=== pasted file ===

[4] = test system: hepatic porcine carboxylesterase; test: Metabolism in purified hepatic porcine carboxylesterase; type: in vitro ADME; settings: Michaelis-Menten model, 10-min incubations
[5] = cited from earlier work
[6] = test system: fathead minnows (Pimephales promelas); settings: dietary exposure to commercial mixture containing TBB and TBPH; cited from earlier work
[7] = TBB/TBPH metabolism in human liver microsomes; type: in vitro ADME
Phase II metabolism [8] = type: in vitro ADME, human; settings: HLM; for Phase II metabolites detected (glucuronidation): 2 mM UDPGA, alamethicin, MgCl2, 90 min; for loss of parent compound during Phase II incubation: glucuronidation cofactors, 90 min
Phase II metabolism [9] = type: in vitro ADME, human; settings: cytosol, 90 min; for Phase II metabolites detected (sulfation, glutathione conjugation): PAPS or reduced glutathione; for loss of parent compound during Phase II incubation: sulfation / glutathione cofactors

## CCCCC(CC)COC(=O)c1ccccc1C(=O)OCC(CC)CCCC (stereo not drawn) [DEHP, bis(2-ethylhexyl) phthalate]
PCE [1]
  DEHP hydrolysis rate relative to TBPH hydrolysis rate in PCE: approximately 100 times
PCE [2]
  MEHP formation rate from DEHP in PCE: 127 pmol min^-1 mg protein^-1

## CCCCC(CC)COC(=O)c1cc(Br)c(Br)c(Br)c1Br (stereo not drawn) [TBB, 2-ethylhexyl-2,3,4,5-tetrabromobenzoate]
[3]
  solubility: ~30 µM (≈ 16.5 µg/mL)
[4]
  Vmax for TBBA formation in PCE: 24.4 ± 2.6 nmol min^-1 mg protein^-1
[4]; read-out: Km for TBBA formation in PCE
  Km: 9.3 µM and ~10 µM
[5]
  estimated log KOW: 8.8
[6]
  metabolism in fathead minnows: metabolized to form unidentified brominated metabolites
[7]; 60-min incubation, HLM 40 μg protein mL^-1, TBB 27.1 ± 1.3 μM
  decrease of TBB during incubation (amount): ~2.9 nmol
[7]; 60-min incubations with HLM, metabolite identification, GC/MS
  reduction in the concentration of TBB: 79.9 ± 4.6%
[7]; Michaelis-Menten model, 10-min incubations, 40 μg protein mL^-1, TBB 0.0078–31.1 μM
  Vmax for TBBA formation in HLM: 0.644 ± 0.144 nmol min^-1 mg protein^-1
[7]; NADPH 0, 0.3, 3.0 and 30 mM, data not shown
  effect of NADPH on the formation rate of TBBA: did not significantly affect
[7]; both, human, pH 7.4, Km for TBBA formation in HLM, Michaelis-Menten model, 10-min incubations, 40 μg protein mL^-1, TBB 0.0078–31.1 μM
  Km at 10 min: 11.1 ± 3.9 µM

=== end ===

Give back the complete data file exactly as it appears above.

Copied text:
[4] = test system: hepatic porcine carboxylesterase; test: Metabolism in purified hepatic porcine carboxylesterase; type: in vitro ADME; settings: Michaelis-Menten model, 10-min incubations
[5] = cited from earlier work
[6] = test system: fathead minnows (Pimephales promelas); settings: dietary exposure to commercial mixture containing TBB and TBPH; cited from earlier work
[7] = TBB/TBPH metabolism in human liver microsomes; type: in vitro ADME
Phase II metabolism [8] = type: in vitro ADME, human; settings: HLM; for Phase II metabolites detected (glucuronidation): 2 mM UDPGA, alamethicin, MgCl2, 90 min; for loss of parent compound during Phase II incubation: glucuronidation cofactors, 90 min
Phase II metabolism [9] = type: in vitro ADME, human; settings: cytosol, 90 min; for Phase II metabolites detected (sulfation, glutathione conjugation): PAPS or reduced glutathione; for loss of parent compound during Phase II incubation: sulfation / glutathione cofactors

## CCCCC(CC)COC(=O)c1ccccc1C(=O)OCC(CC)CCCC (stereo not drawn) [DEHP, bis(2-ethylhexyl) phthalate]
PCE [1]
  DEHP hydrolysis rate relative to TBPH hydrolysis rate in PCE: approximately 100 times
PCE [2]
  MEHP formation rate from DEHP in PCE: 127 pmol min^-1 mg protein^-1

## CCCCC(CC)COC(=O)c1cc(Br)c(Br)c(Br)c1Br (stereo not drawn) [TBB, 2-ethylhexyl-2,3,4,5-tetrabromobenzoate]
[3]
  solubility: ~30 µM (≈ 16.5 µg/mL)
[4]
  Vmax for TBBA formation in PCE: 24.4 ± 2.6 nmol min^-1 mg protein^-1
[4]; read-out: Km for TBBA formation in PCE
  Km: 9.3 µM and ~10 µM
[5]
  estimated log KOW: 8.8
[6]
  metabolism in fathead minnows: metabolized to form unidentified brominated metabolites
[7]; 60-min incubation, HLM 40 μg protein mL^-1, TBB 27.1 ± 1.3 μM
  decrease of TBB during incubation (amount): ~2.9 nmol
[7]; 60-min incubations with HLM, metabolite identification, GC/MS
  reduction in the concentration of TBB: 79.9 ± 4.6%
[7]; Michaelis-Menten model, 10-min incubations, 40 μg protein mL^-1, TBB 0.0078–31.1 μM
  Vmax for TBBA formation in HLM: 0.644 ± 0.144 nmol min^-1 mg protein^-1
[7]; NADPH 0, 0.3, 3.0 and 30 mM, data not shown
  effect of NADPH on the formation rate of TBBA: did not significantly affect
[7]; both, human, pH 7.4, Km for TBBA formation in HLM, Michaelis-Menten model, 10-min incubations, 40 μg protein mL^-1, TBB 0.0078–31.1 μM
  Km at 10 min: 11.1 ± 3.9 µM